Mukhtar Ablyazov’s role in the world’s fight against money laundering
Except for a few family members and a dwindling number of those who consider him a dissident, most people who have followed the Mukhtar Ablyazov story have nothing good to say about him. They see him as an embezzler, swindler and con man par excellence – a guy whose theft of as much as $15 billion from BTA brought Kazakhstan’s once-strongest bank to its knees. In an ironic twist, Ablyazov actually may end up doing the world some good, although it won’t be of his own choosing.
Except for a few family members and a dwindling number of those who consider him a dissident, most people who have followed the Mukhtar Ablyazov story have nothing good to say about him.
They see him as an embezzler, swindler and con man par excellence – a guy whose theft of as much as $15 billion from BTA brought Kazakhstan’s once-strongest bank to its knees.
In an ironic twist, Ablyazov actually may end up doing the world some good, although it won’t be of his own choosing.
BTA has filed 11 lawsuits against him in Britain to recover billions of dollars he is accused of embezzling from the bank’s operations in Kazakhstan, Russia and Ukraine. The former BTA chairman, who fled Kazakhstan in 2009 to avoid an embezzling conviction, is now a jail in southern France awaiting extradition to Russia in the embezzlement case there.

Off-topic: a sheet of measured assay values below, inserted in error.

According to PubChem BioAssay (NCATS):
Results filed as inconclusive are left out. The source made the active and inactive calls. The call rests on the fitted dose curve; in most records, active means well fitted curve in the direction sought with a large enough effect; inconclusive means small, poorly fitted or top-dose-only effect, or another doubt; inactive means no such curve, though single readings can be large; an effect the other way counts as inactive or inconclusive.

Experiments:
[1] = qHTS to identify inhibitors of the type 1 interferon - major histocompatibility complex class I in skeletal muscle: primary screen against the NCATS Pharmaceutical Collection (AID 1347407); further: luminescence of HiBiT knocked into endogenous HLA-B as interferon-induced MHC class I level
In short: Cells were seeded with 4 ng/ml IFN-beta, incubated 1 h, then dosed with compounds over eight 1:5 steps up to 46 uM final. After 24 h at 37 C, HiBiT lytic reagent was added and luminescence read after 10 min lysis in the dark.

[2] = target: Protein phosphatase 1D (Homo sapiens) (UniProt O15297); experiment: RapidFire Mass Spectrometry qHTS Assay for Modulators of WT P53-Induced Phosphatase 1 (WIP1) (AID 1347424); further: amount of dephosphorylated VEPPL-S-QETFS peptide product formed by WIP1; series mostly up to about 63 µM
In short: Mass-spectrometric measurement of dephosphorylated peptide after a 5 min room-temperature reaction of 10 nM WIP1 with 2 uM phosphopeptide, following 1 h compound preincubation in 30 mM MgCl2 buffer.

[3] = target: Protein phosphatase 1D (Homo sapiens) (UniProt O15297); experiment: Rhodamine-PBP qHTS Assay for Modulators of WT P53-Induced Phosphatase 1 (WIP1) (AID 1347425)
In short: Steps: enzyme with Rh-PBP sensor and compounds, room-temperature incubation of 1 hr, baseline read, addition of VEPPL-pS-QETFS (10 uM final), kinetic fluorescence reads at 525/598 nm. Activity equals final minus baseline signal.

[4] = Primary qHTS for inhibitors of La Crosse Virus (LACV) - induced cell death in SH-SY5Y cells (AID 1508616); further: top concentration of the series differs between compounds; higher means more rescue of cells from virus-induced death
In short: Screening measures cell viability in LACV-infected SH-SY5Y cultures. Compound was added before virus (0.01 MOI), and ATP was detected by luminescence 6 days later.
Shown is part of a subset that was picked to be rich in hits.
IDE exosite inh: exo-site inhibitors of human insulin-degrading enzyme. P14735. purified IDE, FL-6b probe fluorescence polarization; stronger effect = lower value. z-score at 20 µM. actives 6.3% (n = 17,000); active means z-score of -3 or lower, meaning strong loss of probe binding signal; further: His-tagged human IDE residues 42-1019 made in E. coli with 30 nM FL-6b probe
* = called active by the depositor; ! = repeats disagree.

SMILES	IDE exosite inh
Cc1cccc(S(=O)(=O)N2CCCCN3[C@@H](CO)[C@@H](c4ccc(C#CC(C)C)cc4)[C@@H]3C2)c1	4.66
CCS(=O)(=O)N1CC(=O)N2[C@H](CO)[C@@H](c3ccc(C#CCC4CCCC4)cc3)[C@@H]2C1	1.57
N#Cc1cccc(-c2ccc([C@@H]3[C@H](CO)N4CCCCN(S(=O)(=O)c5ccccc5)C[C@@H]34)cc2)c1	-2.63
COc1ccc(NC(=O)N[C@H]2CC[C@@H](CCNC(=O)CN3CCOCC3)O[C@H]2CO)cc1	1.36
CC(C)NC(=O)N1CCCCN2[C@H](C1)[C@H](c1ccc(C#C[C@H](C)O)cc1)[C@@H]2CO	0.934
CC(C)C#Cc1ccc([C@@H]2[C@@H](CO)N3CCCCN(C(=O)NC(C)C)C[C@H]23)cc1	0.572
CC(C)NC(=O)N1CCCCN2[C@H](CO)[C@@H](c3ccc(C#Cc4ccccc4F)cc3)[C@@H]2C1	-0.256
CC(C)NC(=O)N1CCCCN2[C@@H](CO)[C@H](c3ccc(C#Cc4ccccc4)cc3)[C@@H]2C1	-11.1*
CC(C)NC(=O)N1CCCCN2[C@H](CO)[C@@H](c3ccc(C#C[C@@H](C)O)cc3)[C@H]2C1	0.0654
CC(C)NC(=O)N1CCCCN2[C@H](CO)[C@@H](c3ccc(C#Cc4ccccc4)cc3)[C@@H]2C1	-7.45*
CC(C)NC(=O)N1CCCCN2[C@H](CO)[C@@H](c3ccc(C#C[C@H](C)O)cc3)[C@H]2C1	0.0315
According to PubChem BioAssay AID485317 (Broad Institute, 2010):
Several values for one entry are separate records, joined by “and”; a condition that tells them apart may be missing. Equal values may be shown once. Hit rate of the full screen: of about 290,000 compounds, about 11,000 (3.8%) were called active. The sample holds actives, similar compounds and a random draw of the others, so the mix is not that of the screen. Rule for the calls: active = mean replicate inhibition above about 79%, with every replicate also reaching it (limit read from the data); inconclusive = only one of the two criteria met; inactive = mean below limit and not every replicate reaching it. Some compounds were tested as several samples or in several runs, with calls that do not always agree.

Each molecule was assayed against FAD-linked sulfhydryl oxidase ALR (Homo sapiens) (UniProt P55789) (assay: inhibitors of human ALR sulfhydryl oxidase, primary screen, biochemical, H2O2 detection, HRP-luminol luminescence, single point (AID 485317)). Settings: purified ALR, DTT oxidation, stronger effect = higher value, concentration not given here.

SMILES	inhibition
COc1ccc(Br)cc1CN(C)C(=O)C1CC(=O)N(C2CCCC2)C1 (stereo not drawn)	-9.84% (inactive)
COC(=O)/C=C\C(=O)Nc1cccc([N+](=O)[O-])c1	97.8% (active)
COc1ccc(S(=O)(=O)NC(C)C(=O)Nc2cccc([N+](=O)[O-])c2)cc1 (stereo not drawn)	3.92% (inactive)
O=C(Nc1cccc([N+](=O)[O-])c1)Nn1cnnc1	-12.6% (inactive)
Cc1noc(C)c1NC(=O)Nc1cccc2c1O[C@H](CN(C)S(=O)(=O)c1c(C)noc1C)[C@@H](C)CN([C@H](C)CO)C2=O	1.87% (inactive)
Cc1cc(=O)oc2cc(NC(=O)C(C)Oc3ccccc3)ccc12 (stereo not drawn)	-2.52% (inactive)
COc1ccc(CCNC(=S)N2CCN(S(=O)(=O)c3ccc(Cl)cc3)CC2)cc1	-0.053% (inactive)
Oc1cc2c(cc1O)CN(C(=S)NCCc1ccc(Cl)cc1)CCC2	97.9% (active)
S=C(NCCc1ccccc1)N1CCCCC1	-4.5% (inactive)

He was “tracked down on the French Riviera, spotted through a villa window, clad only in underwear, arranging lilies on a bed while awaiting his mistress,” Quartz journalist Steve Levine reported.
Britain gave Ablyazov political asylum in 2009 because of his contention that he was a dissident in Kazakhstan, but revoked the asylum when one of its courts convicted him of criminal contempt in 2012.
BTA’s civil cases against him have generated tons of news coverage because of the amounts of money involved, his lavish lifestyle and his flight to France to avoid imprisonment on the contempt judgment.
The Ablyazov stories have helped cast an international spotlight on the problem of bad guys from overseas buying property in developed countries to launder money made illegally.
When news organizations in the West raise enough fuss about a problem, authorities often try to fix it – and that’s the case with money laundering in Britain and the European Union.
Both have drafted legislation to prevent bad guys from buying property to launder money from drug or sex trafficking, embezzling or other illegal activities.
Outside the continent, a New York Times expose on foreigners laundering money by buying Manhattan real estate has led to American law enforcement officials, prosecutors and lawmakers discussing the problem more – the first step toward fixing it.